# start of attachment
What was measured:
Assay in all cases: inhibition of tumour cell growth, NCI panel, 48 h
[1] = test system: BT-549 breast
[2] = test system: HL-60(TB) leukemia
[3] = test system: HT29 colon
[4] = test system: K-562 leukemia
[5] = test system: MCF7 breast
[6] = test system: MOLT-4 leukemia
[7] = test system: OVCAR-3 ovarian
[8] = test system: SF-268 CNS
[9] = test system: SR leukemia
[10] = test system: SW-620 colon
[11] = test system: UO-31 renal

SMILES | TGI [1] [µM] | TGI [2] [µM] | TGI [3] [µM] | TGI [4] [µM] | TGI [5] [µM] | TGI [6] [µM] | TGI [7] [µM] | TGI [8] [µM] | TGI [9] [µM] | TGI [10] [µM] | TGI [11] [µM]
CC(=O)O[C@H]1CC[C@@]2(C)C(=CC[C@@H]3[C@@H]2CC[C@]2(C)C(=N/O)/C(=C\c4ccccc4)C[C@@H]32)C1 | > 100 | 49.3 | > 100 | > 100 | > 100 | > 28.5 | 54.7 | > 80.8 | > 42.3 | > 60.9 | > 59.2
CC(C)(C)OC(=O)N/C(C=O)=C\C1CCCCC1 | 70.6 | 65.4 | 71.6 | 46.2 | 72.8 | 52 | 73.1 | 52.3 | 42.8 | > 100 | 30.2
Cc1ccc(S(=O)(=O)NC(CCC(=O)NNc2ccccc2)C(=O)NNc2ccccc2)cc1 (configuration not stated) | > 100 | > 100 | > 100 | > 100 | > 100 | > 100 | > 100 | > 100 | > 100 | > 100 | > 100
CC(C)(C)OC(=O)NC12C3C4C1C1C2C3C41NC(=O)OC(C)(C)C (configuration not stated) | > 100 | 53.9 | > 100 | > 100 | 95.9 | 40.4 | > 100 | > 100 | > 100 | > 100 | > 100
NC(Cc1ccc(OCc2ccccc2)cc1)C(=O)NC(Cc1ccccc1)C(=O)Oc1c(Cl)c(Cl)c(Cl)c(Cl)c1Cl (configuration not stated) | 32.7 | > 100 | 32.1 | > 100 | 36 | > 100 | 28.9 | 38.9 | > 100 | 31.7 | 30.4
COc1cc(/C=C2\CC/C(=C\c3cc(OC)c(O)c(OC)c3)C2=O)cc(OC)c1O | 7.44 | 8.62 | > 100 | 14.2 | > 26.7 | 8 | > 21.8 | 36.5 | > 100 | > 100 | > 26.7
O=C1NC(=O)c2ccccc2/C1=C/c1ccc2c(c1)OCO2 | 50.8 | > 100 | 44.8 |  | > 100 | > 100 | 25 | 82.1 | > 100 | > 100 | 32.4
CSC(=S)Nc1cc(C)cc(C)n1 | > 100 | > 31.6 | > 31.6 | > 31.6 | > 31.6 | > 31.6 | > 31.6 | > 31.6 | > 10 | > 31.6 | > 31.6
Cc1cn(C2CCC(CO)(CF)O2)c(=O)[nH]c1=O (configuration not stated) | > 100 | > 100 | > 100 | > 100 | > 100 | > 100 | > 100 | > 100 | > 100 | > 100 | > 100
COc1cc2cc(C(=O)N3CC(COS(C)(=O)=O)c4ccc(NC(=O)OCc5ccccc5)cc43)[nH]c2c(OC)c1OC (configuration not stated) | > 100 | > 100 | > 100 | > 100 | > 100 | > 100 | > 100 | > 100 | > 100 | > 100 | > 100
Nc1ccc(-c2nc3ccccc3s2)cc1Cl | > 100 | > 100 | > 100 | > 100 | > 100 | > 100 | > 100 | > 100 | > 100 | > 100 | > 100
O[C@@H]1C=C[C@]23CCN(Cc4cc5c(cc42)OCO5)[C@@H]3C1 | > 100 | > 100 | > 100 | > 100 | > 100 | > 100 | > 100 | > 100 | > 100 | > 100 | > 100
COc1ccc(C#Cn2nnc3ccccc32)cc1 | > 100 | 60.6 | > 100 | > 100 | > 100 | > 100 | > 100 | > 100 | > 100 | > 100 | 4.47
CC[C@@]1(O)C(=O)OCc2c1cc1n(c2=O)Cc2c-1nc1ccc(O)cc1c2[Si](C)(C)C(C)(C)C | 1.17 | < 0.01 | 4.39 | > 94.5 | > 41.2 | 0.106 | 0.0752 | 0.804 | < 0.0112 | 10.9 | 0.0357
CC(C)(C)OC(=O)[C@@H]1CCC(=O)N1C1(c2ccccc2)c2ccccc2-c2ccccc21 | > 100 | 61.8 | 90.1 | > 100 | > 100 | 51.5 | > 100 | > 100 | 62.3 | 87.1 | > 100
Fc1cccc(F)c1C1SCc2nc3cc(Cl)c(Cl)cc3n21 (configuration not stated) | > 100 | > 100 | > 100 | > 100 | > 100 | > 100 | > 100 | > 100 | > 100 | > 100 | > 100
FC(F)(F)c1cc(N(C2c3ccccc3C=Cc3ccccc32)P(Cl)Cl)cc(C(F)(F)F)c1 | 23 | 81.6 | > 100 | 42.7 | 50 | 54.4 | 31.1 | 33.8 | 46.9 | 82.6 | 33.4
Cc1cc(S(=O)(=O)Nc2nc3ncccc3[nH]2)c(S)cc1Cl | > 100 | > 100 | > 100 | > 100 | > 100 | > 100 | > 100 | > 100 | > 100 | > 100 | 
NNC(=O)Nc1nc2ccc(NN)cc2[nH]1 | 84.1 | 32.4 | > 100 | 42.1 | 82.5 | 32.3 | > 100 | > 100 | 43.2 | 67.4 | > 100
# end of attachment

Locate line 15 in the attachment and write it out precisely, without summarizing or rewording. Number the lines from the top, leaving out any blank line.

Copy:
CC(=O)O[C@H]1CC[C@@]2(C)C(=CC[C@@H]3[C@@H]2CC[C@]2(C)C(=N/O)/C(=C\c4ccccc4)C[C@@H]32)C1 | > 100 | 49.3 | > 100 | > 100 | > 100 | > 28.5 | 54.7 | > 80.8 | > 42.3 | > 60.9 | > 59.2